“The 7-foot-1 Giant” was a hoax used for Shaquille O’Neal, the Lakers big man accepts that he kept playing along because it “sounded” nice.
Shaquille O’Neal alongside being one of the most dominant players of all time is also one of the tallest and heaviest players ever. The Big Aristotle is not only on the list of NBA’s top-50 players of all time but also on its tallest 50-players if you go by his official height.
Listed at 7’1 since making his debut in the league, Shaq played in the era when NBA had no strict policies to measure height weren’t measured. In fact, it wasn’t until October 2019 when the league for the “integrity of information” brought in a policy requiring teams to submit official heights as well as correct ages for every player on the roster.
After that many players’ heights including superstars like Kyrie Irving, and Luka Doncic were trimmed an inch or two as their official heights while Kevin Durant, Kristaps Porzingis, and a few others gained some inches.
So, there must be plenty of players before that whose actual height might have been different from the ones that they officially had throughout their career, and The Diesel as it turns out is one of those guys.
Shaquille O’Neal accepts that he’s not 7-foot-1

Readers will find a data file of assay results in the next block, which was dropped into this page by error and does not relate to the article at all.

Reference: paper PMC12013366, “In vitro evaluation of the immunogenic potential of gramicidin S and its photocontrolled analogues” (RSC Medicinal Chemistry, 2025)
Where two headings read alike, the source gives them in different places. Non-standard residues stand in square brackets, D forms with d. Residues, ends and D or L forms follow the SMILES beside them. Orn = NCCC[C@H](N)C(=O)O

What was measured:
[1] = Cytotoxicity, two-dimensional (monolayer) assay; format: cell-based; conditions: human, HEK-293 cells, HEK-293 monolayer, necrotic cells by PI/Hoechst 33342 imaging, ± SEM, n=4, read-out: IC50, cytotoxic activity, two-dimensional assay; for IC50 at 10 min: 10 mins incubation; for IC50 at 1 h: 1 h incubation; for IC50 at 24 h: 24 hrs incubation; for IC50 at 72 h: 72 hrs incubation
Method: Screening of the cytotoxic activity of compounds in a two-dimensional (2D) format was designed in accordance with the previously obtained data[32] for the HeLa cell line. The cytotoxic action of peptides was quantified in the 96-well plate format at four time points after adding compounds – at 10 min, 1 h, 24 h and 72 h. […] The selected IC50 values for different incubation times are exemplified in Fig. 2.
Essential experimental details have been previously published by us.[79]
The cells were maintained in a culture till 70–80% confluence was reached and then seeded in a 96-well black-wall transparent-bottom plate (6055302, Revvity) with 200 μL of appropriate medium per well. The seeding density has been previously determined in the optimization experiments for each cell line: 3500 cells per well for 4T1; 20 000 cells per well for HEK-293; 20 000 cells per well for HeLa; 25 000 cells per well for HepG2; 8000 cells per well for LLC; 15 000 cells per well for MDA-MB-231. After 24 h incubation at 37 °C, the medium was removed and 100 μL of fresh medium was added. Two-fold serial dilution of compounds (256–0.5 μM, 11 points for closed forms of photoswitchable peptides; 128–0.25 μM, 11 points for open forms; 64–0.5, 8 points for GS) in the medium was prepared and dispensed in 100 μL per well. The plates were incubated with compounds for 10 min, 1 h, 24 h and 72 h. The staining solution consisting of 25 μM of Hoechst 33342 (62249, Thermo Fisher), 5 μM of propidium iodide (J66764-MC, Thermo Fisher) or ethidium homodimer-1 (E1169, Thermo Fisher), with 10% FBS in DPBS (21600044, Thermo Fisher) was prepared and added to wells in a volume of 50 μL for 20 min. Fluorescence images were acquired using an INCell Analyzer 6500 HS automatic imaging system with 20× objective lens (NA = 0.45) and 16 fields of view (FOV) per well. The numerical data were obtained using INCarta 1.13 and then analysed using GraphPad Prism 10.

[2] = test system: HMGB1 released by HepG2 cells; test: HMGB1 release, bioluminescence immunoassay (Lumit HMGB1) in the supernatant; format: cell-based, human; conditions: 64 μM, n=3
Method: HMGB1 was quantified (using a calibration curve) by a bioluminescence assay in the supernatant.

Milwaukee’s Giannis Antetokounmpo claimed on social media that he is taller than O’Neal, maybe after meeting the Lakers’ legend in person. That generally would have infuriated Shaq, but it didn’t. In fact, 3x Finals MVP came out honest on his recent episode of TNT’s The Big Podcast with Shaq and said,
“He (Giannis) is pretty up there. First of all, I’m not 7’1, I’m 6’11. I just played like I was 7’1. And 7 foot 1 just sounded, you know, just so, you know.”
Giant Shaquille O’Neal Admits His Real Height After Revealing He’s Not 7 Ft Tall – EssentiallySports https://t.co/1IIlzXHb8S
— Shaq ONeal club (@ShaqONealclub) April 4, 2022
So whatever might be the reason, be it him moving around with 2-3 inches of sneakers all the time and getting that as his official height or any other reason, NBA went along with the 7’1 narrative because it “sounded better” than 6’11 but kept KD at 6’9 for years even after him looking taller than most of officially 7’0 guys. Well, Shareef O’Neal had his doubts quite early.
There’s no official height requirement to play in the NBA, agreed, but there are only a few players below 6’ feet who ever played in the league, and it’s not more than the number 7-footers.
So, NBA did really mess up big time, didn’t they? Intentionally or not, they have promoted the idea – you can make it big only if you’re tall or show that you’re tall even if you aren’t what the world sees you as.